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Printer Joanne's work is never dull.

J OANNE Turner spends all day every day working in the same factory with the same colleagues.

For four years Joanne has been a hot foil printer with Birmingham-based Crown Gold Blocking Company.

But she says it's anything but a boring job.

"I find it very interesting," Joanne said.

"If I was just standing over the same machine churning out the same product every day, it would be souestroying.

"But that's never been the case. We work on a wide variety of items so there's always a different challenge."

Joanne works in one of Birmingham's more unusual printers. While most content themselves with printing books or newspapers, Crown Gold prints company logos and product details onto a range of plastics and book covers.

Joanne, from Quinton, Birmingham, is one of 20 workers split between the company's two factories in Hockley.

At 32 she's the youngest member of staff working on the shop floor, but now she feels like a senior employee.

"I feel I've got enough experience to know what I'm doing," she says.

"Everything we do is machine-operated, but if you don't know exactly what you're doing, you can come a cropper simply because of the range of items we work on.

"When I tell people what I do for a living I suppose they think it's a pretty bog-standard sort of job, but there's more skill in operating machinery than many people think.

"That's especially true at a firm like ours, where we work with such a wide range of products. I always think workers here need to be selotivated and have a good eye for detail."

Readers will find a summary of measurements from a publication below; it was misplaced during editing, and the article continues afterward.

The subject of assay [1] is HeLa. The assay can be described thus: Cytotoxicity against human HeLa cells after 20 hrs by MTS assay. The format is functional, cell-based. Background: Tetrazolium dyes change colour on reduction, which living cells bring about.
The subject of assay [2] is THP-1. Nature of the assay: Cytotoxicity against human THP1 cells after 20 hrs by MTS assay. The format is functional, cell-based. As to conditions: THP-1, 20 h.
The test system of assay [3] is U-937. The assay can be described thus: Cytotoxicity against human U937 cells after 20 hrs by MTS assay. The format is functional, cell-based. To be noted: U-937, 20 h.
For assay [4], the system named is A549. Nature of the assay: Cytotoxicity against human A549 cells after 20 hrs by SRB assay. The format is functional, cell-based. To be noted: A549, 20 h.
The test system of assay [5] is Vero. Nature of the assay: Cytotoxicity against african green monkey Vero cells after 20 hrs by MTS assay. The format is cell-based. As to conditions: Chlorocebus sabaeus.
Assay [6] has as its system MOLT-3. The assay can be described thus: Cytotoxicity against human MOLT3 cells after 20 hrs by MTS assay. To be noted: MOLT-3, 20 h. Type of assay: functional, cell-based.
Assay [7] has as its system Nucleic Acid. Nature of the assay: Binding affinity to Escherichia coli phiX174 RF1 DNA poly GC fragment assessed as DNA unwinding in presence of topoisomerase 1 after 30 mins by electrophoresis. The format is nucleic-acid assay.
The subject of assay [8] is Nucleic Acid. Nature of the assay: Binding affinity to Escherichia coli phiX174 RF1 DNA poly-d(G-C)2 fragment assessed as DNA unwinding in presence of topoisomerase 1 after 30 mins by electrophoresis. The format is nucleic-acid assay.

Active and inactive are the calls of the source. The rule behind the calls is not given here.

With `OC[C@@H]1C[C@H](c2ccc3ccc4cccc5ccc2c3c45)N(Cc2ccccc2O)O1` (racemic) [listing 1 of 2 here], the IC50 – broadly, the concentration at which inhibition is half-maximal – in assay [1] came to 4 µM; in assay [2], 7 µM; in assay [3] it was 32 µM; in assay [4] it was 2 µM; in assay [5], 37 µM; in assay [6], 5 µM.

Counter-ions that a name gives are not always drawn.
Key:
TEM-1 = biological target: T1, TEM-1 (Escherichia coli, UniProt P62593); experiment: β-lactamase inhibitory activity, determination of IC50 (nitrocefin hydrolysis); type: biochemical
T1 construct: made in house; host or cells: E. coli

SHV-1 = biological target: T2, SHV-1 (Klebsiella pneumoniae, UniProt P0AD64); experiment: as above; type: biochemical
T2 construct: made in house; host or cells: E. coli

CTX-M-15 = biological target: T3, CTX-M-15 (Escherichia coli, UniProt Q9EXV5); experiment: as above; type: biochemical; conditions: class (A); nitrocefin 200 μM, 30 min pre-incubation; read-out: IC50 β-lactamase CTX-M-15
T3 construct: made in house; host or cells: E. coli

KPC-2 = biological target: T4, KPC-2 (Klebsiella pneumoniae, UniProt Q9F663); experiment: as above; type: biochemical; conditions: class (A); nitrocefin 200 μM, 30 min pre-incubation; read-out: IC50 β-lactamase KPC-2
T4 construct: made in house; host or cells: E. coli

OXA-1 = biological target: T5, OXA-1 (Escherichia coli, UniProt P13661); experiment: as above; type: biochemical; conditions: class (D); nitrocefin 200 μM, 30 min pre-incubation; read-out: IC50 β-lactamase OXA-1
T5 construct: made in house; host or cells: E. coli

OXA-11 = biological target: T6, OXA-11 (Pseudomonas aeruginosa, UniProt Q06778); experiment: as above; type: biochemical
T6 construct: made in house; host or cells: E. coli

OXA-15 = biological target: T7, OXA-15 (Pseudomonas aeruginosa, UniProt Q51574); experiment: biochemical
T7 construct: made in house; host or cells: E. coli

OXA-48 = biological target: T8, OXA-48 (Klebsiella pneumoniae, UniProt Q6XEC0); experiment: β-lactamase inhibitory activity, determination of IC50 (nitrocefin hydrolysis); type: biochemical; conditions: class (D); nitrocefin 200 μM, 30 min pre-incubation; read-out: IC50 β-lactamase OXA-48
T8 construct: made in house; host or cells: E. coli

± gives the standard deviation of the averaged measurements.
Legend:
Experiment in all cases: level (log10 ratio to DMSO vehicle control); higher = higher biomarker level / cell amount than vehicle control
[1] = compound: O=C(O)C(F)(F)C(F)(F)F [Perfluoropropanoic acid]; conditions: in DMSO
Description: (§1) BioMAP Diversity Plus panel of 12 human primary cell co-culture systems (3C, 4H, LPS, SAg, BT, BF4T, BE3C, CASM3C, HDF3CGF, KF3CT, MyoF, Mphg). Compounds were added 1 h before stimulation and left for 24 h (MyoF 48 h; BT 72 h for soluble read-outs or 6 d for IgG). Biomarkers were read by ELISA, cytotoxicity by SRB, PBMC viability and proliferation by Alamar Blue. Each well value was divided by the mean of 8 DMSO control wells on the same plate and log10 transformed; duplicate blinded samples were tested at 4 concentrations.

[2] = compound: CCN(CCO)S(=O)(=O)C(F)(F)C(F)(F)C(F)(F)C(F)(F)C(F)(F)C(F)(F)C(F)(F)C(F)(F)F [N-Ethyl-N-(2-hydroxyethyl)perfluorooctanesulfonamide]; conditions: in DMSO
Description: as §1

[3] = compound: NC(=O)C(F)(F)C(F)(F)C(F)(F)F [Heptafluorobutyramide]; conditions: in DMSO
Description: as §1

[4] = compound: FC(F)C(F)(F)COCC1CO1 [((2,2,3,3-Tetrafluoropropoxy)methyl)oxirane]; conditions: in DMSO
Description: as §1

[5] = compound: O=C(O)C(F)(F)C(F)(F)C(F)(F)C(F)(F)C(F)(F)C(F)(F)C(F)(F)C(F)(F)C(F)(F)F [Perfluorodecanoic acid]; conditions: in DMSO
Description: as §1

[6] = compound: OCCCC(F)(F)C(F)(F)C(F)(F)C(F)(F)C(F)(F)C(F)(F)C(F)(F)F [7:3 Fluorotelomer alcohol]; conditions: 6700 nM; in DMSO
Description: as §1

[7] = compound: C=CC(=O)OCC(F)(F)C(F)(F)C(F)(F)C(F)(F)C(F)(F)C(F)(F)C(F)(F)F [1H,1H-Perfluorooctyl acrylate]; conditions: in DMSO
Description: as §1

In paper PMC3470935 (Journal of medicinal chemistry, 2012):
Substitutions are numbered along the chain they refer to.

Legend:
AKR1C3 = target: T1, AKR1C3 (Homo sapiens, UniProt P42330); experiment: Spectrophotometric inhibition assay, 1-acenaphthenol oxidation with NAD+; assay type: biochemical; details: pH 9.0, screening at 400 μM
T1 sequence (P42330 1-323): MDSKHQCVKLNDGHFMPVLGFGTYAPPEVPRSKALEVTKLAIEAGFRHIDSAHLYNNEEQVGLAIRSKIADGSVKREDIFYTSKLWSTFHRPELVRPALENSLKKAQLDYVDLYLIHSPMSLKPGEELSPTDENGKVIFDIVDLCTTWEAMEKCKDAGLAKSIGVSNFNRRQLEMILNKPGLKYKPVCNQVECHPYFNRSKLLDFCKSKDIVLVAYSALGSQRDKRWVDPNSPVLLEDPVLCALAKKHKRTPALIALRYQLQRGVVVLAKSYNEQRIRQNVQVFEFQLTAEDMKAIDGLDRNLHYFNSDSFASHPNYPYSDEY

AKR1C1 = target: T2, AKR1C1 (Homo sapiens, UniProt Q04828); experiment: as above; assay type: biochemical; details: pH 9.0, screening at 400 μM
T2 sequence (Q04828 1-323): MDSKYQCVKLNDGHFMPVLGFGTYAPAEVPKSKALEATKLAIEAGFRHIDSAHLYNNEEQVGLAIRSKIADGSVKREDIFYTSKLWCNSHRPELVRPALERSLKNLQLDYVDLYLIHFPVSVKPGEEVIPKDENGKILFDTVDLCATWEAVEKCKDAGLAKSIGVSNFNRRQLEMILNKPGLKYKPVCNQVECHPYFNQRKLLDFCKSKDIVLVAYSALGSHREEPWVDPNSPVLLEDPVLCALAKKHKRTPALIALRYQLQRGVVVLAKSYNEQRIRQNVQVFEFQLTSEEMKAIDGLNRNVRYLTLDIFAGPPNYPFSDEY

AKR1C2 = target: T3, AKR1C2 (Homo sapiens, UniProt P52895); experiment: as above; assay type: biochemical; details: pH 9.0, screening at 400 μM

Joanne worked as an ink printer with kettle-manufacturer Swan for three years before joining family-run Crown Gold.

Now she says she's happy and contented, and has no plans to move on in the near future - despite the annual Christmas rush.

She said: "There's a lot of banter at our place, which I suppose you expect when you work in a factory. But it's all friendly enough and we all get on really well.

"That's very important when people are working as closely together as we are. I enjoy my work, so I'm not thinking about switching jobs any time soon.

"It's true that Christmas is one of our busiest times of the year, because we do a lot of work embossing boxes for jewellers' shops.

"During the rest of the year we start at 7.30am. But we finish at 2pm on Friday afternoons, so things even themselves out."
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Publication:Sunday Mercury (Birmingham, England)
Date:Aug 9, 1998
Words:418
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